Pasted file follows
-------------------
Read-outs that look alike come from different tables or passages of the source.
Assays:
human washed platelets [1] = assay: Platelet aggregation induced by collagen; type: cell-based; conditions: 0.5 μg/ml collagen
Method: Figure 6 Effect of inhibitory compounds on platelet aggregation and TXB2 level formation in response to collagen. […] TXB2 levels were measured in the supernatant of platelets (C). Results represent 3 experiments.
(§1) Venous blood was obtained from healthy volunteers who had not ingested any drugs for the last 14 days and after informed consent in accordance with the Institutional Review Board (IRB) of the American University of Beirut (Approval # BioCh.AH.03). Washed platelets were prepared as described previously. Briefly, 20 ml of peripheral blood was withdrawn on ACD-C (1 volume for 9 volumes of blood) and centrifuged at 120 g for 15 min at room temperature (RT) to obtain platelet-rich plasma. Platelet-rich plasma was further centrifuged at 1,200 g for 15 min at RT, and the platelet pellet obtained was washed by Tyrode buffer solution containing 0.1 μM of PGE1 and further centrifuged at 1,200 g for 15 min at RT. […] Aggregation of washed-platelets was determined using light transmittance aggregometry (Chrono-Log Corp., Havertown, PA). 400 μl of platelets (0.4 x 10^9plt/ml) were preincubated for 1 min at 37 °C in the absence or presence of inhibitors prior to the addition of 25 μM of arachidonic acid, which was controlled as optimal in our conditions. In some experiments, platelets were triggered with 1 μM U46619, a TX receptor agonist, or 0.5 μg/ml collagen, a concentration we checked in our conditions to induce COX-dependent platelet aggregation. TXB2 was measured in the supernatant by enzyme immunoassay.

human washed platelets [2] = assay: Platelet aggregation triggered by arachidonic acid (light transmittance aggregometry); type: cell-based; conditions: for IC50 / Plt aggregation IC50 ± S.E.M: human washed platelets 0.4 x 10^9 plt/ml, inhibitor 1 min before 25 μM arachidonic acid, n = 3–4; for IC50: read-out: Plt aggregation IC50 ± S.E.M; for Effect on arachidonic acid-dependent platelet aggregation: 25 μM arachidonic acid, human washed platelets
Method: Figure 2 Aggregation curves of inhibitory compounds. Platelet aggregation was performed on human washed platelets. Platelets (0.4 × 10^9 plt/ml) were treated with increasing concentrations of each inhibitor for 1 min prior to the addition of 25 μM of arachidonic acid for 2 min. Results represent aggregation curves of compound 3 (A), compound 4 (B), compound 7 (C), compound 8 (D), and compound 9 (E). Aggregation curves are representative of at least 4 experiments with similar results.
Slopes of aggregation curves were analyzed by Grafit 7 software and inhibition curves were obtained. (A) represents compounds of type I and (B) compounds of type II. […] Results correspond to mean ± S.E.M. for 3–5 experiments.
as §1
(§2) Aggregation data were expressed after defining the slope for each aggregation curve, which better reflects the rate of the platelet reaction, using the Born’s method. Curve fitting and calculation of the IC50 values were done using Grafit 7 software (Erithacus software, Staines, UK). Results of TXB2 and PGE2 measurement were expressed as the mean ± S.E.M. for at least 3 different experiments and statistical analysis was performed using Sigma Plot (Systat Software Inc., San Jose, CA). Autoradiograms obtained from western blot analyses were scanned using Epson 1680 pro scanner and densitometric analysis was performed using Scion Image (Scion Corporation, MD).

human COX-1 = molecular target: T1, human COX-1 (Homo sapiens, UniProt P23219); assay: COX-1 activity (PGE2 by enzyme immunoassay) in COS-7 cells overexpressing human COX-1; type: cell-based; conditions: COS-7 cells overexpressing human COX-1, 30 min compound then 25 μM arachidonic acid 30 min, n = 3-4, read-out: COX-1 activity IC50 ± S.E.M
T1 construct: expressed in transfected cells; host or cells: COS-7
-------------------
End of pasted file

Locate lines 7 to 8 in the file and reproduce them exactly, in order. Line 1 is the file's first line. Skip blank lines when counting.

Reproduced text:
Method: Figure 2 Aggregation curves of inhibitory compounds. Platelet aggregation was performed on human washed platelets. Platelets (0.4 × 10^9 plt/ml) were treated with increasing concentrations of each inhibitor for 1 min prior to the addition of 25 μM of arachidonic acid for 2 min. Results represent aggregation curves of compound 3 (A), compound 4 (B), compound 7 (C), compound 8 (D), and compound 9 (E). Aggregation curves are representative of at least 4 experiments with similar results.
Slopes of aggregation curves were analyzed by Grafit 7 software and inhibition curves were obtained. (A) represents compounds of type I and (B) compounds of type II. […] Results correspond to mean ± S.E.M. for 3–5 experiments.